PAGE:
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Porter and parables

SONGS AND STORIES: Phin Gornto sings “Girls” to Angel Williams and Ellie Higgins in a modernizedproduction of “There Was a Woman Who Lived in a Shoe” at the Peru Church of the Brethren on Friday.

BY CAROLINE EGGERS - ceggers@perutribune.com

Cole Porter is remembered for his glitz, wit and Broadway hits.

But the Peru native was also a talented storyteller, according to Chicago-based theater historian Charles Troy, who shared five of Porter’s best narrative songs during a presentation at the Miami County Museum annex on Friday.

With each song, Porter enjoyed pushing the envelope.

When Porter learned about the Bible’s tale of King Solomon, who had 700 wives and 300 concubines, “his wicked imagination took off from there,” Troy said.

So Porter wrote “Song of Solomon,” with lyrics such as “Solomon had a thousand wives … a gold lined kimono and a diamond studded Hispano.”

In the song, Solomon loses his wives and tracks them down. He pulls out 1,000 knives, and “slashed their gizzards and gashed their nuzzles till all that was left of them was a lot of jigsaw puzzles.”

“A lesson from the Bible for all of us,” Troy said.

Porter’s comic storytelling talent Porter became especially evident in “The Tale of the Oyster.”

“Down by the sea lived a lonesome oyster, every day getting sadder and moister … see him in his silver platter watching the queen of fashion chatter,” Porter wrote.

The song was initially considered uncouth since the story ends with the oyster gaily gliding down the middle of a woman’s “gilded insides” – along with some alcohol – and being regurgitated back up on a ship.

One of his narratives, “Two Little Babes in the Woods,” may have been a reflection of Porter’s own path far away from home, with “too many cars, too many clothes, too many parties, too many beaux,” and his discovery that the “fountain of youth is a mixture of gin and vermouth.”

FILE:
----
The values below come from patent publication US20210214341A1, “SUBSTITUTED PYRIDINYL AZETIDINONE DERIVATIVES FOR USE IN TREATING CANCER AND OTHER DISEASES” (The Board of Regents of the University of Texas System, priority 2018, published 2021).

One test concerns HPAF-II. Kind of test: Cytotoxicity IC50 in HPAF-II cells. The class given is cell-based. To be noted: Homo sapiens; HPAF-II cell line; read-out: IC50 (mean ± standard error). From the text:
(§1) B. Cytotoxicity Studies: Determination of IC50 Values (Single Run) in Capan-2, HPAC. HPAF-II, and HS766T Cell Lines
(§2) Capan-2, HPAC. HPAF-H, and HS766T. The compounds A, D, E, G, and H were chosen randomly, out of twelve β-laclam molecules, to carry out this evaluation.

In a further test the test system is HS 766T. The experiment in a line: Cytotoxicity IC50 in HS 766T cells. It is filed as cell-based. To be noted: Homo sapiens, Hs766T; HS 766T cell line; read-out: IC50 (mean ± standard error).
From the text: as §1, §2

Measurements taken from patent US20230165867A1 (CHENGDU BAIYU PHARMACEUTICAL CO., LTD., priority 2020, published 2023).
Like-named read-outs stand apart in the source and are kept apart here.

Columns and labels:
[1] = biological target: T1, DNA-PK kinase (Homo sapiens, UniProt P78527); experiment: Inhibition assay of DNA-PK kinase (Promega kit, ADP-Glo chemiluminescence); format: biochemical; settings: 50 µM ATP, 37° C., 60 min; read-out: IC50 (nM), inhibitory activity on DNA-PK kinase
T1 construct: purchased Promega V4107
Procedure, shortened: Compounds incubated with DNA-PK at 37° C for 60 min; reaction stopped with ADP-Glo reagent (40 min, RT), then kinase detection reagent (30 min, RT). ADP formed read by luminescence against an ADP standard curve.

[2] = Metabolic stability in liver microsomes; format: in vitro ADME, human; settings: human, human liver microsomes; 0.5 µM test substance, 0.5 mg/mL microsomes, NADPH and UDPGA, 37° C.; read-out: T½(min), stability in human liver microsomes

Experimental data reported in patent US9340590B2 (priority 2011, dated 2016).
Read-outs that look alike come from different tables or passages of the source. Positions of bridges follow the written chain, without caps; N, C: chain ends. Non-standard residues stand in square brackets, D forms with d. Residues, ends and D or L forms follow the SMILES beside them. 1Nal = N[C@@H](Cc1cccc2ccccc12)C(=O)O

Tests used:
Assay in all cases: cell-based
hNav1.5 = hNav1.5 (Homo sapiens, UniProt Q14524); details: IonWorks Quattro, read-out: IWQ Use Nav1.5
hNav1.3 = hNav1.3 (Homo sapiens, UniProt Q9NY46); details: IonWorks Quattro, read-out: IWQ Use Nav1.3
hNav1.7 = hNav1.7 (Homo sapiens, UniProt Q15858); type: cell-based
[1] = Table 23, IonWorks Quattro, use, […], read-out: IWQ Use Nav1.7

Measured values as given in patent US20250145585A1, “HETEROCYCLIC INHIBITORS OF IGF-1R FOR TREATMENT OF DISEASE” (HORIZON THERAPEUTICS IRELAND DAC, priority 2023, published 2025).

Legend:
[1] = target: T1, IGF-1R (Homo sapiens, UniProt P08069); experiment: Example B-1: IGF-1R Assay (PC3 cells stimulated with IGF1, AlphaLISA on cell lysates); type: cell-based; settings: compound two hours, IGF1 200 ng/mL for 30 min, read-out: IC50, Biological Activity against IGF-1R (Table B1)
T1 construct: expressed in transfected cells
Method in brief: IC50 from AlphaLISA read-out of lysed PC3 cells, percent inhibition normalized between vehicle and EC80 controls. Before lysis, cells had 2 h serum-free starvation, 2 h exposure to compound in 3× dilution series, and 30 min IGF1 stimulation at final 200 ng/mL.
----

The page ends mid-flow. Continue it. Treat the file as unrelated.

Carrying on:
Another narrative was about a simple occurrence from his own day-to-day life.

Porter turned one rejection, “Miss Otis regrets she is unable to lunch,” and turned it into a song.

The fifth song, “I wrote a play,” provided insight into Porter’s uneasy, later years of finding work, according to Troy.

The song sifts through the experience of producers wanting to rewrite his play, “Boy Loves girl,” and recreating it in their own fashion.

One producer thought it was “hardly European enough,” and retitled it “Hungarian Princess Loves British Earl.”

Another producer at the theater guild thought it was “not long enough,” and retitled it “Alfred Loves Lyn.”

A third producer thought it “ain’t dirty enough… it’s being rewritten by Gypsy Rose, I’m hiring a nudist to do the clothes. The cast will consist of ‘mer mountain dee’, and a boatload of babes from the Argentine. And I’ve change the titled so help me god, to ‘The Love Life of Michael Todd.”

The fourth and final producer hated the play, but wanted the title: “So I sold him the title that day, and that’s what became of my play.”

During the presentation, Troy also shared a few stories about Porter.

On one occasion, a Broadway producer happened to meet Porter in Europe and got a taste of his “unbelievably luxurious” life in the 1920s.  

Porter sent for his guest with a private gondola, which deposited him at Porter’s rental: a “three story palace,” Troy said.

The guest realized that Porter was more than a social butterfly while listening him play on the piano. Though not a talented pianist, he was an incredible lyricist.

Porter told his guest that he preferred living in Europe and performing for friends. He also told his guest that he had discovered the formula for writing hits: Jewish tunes in minor-key melodies.

Because of course the “Episcopalian millionaire born in Peru, Indiana” wrote more Jewish melodies than actual Jewish composers, Troy said.

In his later years, Porter made a comeback with a musical reimagining of Shakespeare’s “The Taming of the Shrew,” which is a show that no one wanted to write, as “producers were idiots,” Troy said.

Shakespeare was hardly Porter’s style, and he didn’t like being criticized for being highbrow. But the producer then told him the story source was Orthodox Jewish.

“It’s a Jewish thing, that’s Broadway gold,” Troy said Porter would have said.

After the successful opening night of the play, eventually named “Kiss Me Kate,” Porter climbed a grand staircase.

Before he reached the top, he threw his canes to the side and finished the stairs unaided – and triumphantly.